Friday, August 29, 2014

Gordon B. Hinckley's Final General Conference

Highlights from President Gordon B. Hinckley on his final General Conference. Even at age 97, he was able to fully perform his duties.

GORDON B. HINCKLEY - "Slow to Anger" (from Priesthood session)

I have chosen tonight to speak to the subject of anger. I realize that this is a little unusual, but I think it is timely.

A proverb in the Old Testament states: “He that is slow to anger is better than the mighty; and he that ruleth his spirit than he that taketh a city” (Proverbs 16:32).

It is when we become angry that we get into trouble. The road rage that affects our highways is a hateful expression of anger. I dare say that most of the inmates of our prisons are there because they did something when they were angry. In their wrath they swore, they lost control of themselves, and terrible things followed, even murder. There were moments of offense followed by years of regret...

Divorce too often is the bitter fruit of anger. A man and a woman fall in love, as they say; each is wonderful in the sight of the other; they feel romantic affection for no one else; they stretch their finances to buy a diamond ring; they marry. All is bliss—that is, for a season. Then little inconsequential activities lead to criticism. Little flaws are magnified into great torrents of faultfinding; they fall apart, they separate, and then with rancor and bitterness they divorce.

It is the cycle which is repeated again and again in thousands of cases. It is tragic, and, as I have said, it is in most cases the bitter fruit of anger.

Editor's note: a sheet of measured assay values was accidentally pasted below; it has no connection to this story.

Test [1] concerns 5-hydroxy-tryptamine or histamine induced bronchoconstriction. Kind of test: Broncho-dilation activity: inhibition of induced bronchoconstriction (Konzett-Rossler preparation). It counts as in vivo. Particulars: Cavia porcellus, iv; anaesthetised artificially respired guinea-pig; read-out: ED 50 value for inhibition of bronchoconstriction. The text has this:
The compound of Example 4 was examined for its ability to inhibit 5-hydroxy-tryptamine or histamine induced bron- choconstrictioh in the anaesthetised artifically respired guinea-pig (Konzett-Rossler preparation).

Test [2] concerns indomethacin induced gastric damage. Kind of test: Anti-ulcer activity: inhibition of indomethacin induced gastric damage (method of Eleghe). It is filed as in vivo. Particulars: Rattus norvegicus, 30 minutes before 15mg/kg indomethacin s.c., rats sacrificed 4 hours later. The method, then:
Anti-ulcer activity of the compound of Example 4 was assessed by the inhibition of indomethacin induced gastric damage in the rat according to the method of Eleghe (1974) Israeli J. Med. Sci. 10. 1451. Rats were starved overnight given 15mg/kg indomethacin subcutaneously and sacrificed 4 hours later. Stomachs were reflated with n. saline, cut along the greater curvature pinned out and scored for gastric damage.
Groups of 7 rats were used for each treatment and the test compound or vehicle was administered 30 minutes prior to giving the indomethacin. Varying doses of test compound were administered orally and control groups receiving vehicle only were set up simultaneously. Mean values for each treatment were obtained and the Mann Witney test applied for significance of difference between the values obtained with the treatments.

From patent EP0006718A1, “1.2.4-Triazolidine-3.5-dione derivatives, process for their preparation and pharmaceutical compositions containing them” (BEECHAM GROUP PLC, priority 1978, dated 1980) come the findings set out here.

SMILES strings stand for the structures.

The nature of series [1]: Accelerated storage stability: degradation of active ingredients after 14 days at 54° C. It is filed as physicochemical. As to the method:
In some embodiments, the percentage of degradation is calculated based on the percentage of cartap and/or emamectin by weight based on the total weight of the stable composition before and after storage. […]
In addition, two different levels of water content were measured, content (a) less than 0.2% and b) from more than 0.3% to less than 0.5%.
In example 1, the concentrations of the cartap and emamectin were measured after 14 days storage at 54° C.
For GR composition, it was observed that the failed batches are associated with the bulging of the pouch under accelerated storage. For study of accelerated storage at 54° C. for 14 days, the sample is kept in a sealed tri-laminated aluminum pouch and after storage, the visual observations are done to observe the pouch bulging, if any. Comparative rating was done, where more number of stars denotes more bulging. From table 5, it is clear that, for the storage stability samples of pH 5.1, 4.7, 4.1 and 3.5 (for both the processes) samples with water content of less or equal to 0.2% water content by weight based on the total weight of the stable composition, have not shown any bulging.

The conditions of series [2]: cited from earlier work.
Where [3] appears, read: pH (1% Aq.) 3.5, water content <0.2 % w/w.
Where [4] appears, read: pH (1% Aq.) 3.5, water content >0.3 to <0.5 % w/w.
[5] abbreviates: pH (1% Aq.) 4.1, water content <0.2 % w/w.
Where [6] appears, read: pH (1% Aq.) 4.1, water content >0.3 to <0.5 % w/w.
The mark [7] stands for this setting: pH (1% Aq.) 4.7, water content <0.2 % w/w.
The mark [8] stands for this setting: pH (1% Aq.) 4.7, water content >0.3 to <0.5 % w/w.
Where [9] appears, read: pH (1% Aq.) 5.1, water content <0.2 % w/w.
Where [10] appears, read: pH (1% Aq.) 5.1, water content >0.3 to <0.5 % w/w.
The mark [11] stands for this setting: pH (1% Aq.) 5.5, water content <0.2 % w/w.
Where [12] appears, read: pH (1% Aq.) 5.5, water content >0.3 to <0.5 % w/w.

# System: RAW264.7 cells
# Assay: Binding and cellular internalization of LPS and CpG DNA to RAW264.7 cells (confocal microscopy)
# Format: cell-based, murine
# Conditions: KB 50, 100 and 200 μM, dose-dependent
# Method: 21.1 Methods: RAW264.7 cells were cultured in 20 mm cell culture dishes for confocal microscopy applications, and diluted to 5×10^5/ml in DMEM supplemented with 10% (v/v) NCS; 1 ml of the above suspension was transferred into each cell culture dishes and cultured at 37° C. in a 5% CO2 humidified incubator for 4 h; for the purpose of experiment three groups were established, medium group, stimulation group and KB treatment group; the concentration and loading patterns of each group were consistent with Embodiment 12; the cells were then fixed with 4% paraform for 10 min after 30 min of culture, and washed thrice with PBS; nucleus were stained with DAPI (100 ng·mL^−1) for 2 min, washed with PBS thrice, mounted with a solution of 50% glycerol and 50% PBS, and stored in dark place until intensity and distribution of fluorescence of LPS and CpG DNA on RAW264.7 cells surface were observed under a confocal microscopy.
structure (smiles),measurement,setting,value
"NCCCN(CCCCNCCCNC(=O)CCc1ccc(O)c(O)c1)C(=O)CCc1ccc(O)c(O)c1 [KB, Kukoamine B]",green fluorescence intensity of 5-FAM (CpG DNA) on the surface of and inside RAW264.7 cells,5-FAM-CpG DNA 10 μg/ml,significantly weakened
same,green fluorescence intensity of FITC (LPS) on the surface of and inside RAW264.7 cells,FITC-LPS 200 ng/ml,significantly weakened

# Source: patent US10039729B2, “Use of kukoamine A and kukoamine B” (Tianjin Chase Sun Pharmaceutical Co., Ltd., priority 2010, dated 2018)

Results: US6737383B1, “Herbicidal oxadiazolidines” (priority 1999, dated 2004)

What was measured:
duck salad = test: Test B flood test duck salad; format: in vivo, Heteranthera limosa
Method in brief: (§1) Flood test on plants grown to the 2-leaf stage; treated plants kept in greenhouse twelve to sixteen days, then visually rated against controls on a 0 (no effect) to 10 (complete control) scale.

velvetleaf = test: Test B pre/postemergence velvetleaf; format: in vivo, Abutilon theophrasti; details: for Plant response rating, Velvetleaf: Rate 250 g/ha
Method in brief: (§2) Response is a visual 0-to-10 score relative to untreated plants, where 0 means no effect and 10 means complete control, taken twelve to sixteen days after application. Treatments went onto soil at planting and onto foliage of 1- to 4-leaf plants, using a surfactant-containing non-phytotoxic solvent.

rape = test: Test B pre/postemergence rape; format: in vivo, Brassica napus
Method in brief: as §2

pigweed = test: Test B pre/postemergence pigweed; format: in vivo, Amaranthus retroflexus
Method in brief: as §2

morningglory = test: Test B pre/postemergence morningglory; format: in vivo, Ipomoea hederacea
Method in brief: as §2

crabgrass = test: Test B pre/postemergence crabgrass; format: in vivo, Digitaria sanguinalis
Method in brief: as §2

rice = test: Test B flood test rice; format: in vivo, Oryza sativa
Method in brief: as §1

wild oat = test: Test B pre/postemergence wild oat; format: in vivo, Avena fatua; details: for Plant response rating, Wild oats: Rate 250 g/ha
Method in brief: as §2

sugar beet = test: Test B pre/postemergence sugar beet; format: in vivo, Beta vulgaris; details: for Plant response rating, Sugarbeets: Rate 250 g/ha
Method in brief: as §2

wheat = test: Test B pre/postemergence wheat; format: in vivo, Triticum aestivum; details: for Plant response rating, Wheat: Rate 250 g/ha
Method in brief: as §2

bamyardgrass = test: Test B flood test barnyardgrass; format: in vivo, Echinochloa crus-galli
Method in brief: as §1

I think of my own marriage. My eternal companion passed away three and a half years ago. But we lived together for 67 years. I have no recollection of ever having a quarrel with her. She traveled with me and spoke on every continent, pleading for the exercise of restraint, kindness, and love...

Anger may be justified in some circumstances. The scriptures tell us that Jesus drove the moneychangers from the temple, saying, “My house shall be called the house of prayer; but ye have made it a den of thieves” (Matthew 21:13).

But even this was spoken more as a rebuke than as an outburst of uncontrolled anger.

Now, my dear brethren, in closing I plead with you to control your tempers, to put a smile upon your faces, which will erase anger; speak out with words of love and peace, appreciation, and respect. If you will do this, your lives will be without regret. Your marriages and family relationships will be preserved. You will be much happier. You will do greater good. You will feel a sense of peace that will be wonderful.

GBH - "The Stone Cut Out of the Mountain"

Now, as we look back 177 years to the organization of the Church, we marvel at what has already happened. When the Church was organized in 1830 there were but six members, only a handful of believers, all residing in a largely unknown village. Today, we have become the fourth or fifth largest church in North America, with congregations in every city of any consequence. Stakes of Zion today flourish in every state of the United States, in every province of Canada, in every state of Mexico, in every nation of Central America and throughout South America.